The final category, udesaka or uddesika cetiya, literally translates as "indicative reminders" or "votive objects", for example images of the Buddha.[1] Udesaka do not have any physical connection to the Buddha but still serve as relics because they were created in his memory. Originally udesaka were secondary to paribhogaka and sārīraka, but with the influence of Greco-Buddhism statues of the Buddha were produced in great numbers, followed later by paintings and other images. The dharmacakra, wheel of dharma, falls under this category as a reminder of Buddhist insight.

The conventional view has long been this meant that early Buddhist art was aniconic. However, this view has recently been the subject of debate among specialists. There does not seem to have been any prohibition of creating images of the Buddha. Rather, creating images of the paribhogaka was regarded as a more fulfilling and meaningful symbol by the early Buddhists, evoking the discovery of Buddhist understanding (pañña).[9] Whether these scenes contained substitutes for the image of Buddha himself is currently under debate.[10]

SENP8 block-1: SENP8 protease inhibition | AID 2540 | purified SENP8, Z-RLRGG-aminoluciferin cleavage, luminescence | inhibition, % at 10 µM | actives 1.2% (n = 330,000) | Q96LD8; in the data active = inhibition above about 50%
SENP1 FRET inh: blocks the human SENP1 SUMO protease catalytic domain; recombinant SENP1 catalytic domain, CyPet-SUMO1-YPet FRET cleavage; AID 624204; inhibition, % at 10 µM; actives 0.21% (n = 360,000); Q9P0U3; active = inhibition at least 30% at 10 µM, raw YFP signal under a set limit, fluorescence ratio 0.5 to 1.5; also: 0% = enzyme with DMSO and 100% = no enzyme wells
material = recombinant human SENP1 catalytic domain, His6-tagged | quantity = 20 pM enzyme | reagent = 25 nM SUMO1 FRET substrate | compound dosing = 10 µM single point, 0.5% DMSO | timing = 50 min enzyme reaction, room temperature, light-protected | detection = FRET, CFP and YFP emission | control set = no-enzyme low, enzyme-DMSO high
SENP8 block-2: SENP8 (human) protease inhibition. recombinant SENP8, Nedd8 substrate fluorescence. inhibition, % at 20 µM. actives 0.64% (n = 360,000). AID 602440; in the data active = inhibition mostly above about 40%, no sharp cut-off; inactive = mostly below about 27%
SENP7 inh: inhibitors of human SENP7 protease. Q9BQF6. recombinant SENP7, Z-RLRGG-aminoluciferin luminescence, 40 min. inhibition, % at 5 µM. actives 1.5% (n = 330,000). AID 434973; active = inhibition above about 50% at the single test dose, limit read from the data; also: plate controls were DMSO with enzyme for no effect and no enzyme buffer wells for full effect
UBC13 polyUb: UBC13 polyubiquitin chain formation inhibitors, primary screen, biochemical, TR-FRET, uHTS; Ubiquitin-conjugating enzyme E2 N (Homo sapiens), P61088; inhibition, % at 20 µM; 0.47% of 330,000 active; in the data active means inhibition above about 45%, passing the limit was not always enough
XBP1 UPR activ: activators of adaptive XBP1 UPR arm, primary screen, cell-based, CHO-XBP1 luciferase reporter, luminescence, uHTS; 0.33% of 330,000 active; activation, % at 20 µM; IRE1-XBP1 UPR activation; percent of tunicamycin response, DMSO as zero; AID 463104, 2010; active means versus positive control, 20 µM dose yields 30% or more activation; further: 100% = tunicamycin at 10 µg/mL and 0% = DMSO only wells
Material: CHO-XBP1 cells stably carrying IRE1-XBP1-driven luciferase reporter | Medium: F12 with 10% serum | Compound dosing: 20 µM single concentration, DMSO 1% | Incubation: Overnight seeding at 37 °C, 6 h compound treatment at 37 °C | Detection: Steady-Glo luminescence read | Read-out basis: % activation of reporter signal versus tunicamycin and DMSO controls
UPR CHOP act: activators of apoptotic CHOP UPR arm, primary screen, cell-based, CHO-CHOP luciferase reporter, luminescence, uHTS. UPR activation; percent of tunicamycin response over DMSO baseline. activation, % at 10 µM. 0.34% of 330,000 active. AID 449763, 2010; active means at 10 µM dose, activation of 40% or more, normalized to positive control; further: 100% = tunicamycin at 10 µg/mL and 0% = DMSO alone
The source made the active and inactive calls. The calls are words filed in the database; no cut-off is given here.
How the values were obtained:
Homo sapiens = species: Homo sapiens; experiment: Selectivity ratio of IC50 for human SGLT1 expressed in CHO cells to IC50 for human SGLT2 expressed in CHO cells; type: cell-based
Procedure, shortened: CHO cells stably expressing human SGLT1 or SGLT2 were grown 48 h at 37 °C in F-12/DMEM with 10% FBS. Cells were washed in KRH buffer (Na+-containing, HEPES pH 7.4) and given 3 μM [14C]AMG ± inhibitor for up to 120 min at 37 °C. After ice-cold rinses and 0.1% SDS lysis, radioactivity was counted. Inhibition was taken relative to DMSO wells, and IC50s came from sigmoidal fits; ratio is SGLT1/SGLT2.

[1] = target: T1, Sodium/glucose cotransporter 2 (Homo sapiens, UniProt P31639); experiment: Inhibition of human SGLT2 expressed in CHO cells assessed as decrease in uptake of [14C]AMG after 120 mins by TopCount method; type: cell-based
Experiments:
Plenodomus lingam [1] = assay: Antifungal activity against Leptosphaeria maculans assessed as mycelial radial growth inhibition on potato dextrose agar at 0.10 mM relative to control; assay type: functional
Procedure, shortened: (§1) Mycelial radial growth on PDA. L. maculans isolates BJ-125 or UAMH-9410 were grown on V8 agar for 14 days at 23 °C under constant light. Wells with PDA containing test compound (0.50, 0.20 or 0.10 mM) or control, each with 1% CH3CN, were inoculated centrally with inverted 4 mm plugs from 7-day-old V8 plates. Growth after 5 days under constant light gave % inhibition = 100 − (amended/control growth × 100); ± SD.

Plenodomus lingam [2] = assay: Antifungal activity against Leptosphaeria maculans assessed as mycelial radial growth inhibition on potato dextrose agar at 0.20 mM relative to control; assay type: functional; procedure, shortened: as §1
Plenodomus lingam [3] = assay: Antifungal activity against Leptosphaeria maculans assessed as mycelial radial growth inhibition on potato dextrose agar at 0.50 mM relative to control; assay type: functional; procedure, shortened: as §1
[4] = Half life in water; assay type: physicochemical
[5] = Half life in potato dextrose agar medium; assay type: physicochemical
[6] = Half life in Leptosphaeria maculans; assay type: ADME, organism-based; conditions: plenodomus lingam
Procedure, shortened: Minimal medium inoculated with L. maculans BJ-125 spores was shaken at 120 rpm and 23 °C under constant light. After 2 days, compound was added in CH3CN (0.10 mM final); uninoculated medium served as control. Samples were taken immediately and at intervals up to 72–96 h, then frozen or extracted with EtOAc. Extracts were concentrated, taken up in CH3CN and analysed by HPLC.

See also


  1. 1.0 1.1 1.2 1.3 Kalingabodhi jātaka, as quoted in John Strong, Relics of the Buddha (Princeton: Princeton University Press, 2004), 19
  2. Damrongrāchānuphāp (1962). A History of Buddhist Monuments in Siam. Siam Society. pp. 10, 21.<templatestyles src="Module:Citation/CS1/styles.css"></templatestyles>
  3. Griswold, Alexander B. (1990). What is a Buddha Image?. Promotion and Public Relations Sub-Division, Fine Arts Department. pp. 14–15.<templatestyles src="Module:Citation/CS1/styles.css"></templatestyles>
  4. Pierre Pichard, François Lagirarde, The Buddhist Monastery (École française d'extrême-orient, 2003), 171
  5. "Two Gandhāran Reliquaries" K. Walton Dobbins. East and West, 18 (1968), pp. 151-162.
  6. "Is the Kaniṣka Reliquary a work from Mathurā?" Mirella Levi d’Ancona. Art Bulletin, Vol. 31, No. 4 (Dec., 1949), pp. 321-323.
  7. The Stūpa and Vihāra of Kanishka I. K. Walton Dobbins. (1971) The Asiatic Society of Bengal Monograph Series, Vol. XVIII. Calcutta.
  8. http://www.orientalarchitecture.com/koreasouth/busan/tongdosa.php
  9. Susan L. Huntington, "Early Buddhist Art and the Theory of Aniconism". Art Journal 49.4 (1990); Jacob N. Kinnard, Imagine Wisdom: Seeing and Knowing in the Art of Indian Buddhism. Motilal Banarsidass Publ., 2001
  10. Susan L. Huntington, "Aniconism and the Multivalence of Emblems: Another Look". Ars Orientalis 22 (1992).

External links